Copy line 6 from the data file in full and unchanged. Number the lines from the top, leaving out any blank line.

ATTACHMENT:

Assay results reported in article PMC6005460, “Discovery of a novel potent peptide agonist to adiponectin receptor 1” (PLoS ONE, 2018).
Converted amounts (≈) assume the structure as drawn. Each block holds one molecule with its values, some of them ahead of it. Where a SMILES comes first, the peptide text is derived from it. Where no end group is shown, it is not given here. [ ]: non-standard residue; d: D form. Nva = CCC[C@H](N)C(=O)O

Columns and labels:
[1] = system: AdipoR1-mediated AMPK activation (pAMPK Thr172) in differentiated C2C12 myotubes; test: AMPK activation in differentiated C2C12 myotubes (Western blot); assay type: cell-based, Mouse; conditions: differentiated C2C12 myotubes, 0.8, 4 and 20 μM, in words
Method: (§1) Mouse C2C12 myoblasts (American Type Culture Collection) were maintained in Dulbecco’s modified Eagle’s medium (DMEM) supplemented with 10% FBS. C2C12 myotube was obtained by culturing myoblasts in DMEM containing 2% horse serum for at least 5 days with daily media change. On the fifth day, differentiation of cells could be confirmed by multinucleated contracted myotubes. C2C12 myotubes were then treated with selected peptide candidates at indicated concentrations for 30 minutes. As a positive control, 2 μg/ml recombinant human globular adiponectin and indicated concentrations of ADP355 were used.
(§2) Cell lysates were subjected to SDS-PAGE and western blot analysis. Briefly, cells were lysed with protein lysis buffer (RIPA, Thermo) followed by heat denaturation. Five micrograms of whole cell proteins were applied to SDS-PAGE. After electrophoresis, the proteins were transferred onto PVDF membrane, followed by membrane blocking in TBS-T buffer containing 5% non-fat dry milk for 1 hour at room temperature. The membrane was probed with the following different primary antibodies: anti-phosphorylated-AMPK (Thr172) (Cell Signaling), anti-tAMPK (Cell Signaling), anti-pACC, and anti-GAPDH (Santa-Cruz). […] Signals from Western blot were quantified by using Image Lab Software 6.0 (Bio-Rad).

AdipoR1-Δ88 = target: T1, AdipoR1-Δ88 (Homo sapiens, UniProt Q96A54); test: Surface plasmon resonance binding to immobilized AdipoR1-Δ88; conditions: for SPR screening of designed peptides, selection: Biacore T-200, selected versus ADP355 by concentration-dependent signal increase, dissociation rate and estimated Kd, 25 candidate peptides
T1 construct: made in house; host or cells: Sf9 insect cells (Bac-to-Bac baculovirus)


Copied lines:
(§2) Cell lysates were subjected to SDS-PAGE and western blot analysis. Briefly, cells were lysed with protein lysis buffer (RIPA, Thermo) followed by heat denaturation. Five micrograms of whole cell proteins were applied to SDS-PAGE. After electrophoresis, the proteins were transferred onto PVDF membrane, followed by membrane blocking in TBS-T buffer containing 5% non-fat dry milk for 1 hour at room temperature. The membrane was probed with the following different primary antibodies: anti-phosphorylated-AMPK (Thr172) (Cell Signaling), anti-tAMPK (Cell Signaling), anti-pACC, and anti-GAPDH (Santa-Cruz). […] Signals from Western blot were quantified by using Image Lab Software 6.0 (Bio-Rad).